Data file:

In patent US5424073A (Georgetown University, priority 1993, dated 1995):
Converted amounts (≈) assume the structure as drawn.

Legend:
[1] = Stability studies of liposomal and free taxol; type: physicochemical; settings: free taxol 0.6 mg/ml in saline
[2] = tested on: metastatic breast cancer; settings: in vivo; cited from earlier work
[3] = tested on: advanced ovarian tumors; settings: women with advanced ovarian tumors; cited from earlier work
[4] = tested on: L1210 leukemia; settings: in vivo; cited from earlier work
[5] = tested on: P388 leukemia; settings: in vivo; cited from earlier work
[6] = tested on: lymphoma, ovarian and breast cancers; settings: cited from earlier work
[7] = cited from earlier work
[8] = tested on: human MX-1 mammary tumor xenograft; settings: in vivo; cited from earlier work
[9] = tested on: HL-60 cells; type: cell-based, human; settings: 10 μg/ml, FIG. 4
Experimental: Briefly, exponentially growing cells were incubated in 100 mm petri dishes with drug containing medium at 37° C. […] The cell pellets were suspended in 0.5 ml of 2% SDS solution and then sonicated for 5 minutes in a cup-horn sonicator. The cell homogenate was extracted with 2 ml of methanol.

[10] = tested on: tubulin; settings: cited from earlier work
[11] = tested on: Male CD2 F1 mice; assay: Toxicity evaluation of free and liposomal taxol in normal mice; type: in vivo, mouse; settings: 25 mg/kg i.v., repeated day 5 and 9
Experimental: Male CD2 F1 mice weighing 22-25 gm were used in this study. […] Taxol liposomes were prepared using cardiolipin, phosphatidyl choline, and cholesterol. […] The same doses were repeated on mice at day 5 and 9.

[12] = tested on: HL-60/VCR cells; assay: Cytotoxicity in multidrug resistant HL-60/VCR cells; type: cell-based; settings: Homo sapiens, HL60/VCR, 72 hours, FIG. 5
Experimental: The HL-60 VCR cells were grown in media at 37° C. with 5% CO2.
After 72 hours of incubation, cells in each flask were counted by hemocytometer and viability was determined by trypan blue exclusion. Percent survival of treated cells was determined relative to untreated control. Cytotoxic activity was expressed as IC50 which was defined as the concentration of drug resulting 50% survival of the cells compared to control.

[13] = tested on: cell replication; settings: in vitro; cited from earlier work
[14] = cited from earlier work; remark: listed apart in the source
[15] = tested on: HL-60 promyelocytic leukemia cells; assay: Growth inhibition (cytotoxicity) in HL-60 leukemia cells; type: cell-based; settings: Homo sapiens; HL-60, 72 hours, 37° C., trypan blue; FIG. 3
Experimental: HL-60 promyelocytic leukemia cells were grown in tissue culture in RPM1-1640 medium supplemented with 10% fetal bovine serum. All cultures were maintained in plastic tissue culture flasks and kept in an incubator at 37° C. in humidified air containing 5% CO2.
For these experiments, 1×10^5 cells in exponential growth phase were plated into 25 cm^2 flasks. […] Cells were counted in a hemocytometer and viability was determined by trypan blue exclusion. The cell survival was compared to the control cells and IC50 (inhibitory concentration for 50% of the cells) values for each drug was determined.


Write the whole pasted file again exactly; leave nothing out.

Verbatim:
In patent US5424073A (Georgetown University, priority 1993, dated 1995):
Converted amounts (≈) assume the structure as drawn.

Legend:
[1] = Stability studies of liposomal and free taxol; type: physicochemical; settings: free taxol 0.6 mg/ml in saline
[2] = tested on: metastatic breast cancer; settings: in vivo; cited from earlier work
[3] = tested on: advanced ovarian tumors; settings: women with advanced ovarian tumors; cited from earlier work
[4] = tested on: L1210 leukemia; settings: in vivo; cited from earlier work
[5] = tested on: P388 leukemia; settings: in vivo; cited from earlier work
[6] = tested on: lymphoma, ovarian and breast cancers; settings: cited from earlier work
[7] = cited from earlier work
[8] = tested on: human MX-1 mammary tumor xenograft; settings: in vivo; cited from earlier work
[9] = tested on: HL-60 cells; type: cell-based, human; settings: 10 μg/ml, FIG. 4
Experimental: Briefly, exponentially growing cells were incubated in 100 mm petri dishes with drug containing medium at 37° C. […] The cell pellets were suspended in 0.5 ml of 2% SDS solution and then sonicated for 5 minutes in a cup-horn sonicator. The cell homogenate was extracted with 2 ml of methanol.

[10] = tested on: tubulin; settings: cited from earlier work
[11] = tested on: Male CD2 F1 mice; assay: Toxicity evaluation of free and liposomal taxol in normal mice; type: in vivo, mouse; settings: 25 mg/kg i.v., repeated day 5 and 9
Experimental: Male CD2 F1 mice weighing 22-25 gm were used in this study. […] Taxol liposomes were prepared using cardiolipin, phosphatidyl choline, and cholesterol. […] The same doses were repeated on mice at day 5 and 9.

[12] = tested on: HL-60/VCR cells; assay: Cytotoxicity in multidrug resistant HL-60/VCR cells; type: cell-based; settings: Homo sapiens, HL60/VCR, 72 hours, FIG. 5
Experimental: The HL-60 VCR cells were grown in media at 37° C. with 5% CO2.
After 72 hours of incubation, cells in each flask were counted by hemocytometer and viability was determined by trypan blue exclusion. Percent survival of treated cells was determined relative to untreated control. Cytotoxic activity was expressed as IC50 which was defined as the concentration of drug resulting 50% survival of the cells compared to control.

[13] = tested on: cell replication; settings: in vitro; cited from earlier work
[14] = cited from earlier work; remark: listed apart in the source
[15] = tested on: HL-60 promyelocytic leukemia cells; assay: Growth inhibition (cytotoxicity) in HL-60 leukemia cells; type: cell-based; settings: Homo sapiens; HL-60, 72 hours, 37° C., trypan blue; FIG. 3
Experimental: HL-60 promyelocytic leukemia cells were grown in tissue culture in RPM1-1640 medium supplemented with 10% fetal bovine serum. All cultures were maintained in plastic tissue culture flasks and kept in an incubator at 37° C. in humidified air containing 5% CO2.
For these experiments, 1×10^5 cells in exponential growth phase were plated into 25 cm^2 flasks. […] Cells were counted in a hemocytometer and viability was determined by trypan blue exclusion. The cell survival was compared to the control cells and IC50 (inhibitory concentration for 50% of the cells) values for each drug was determined.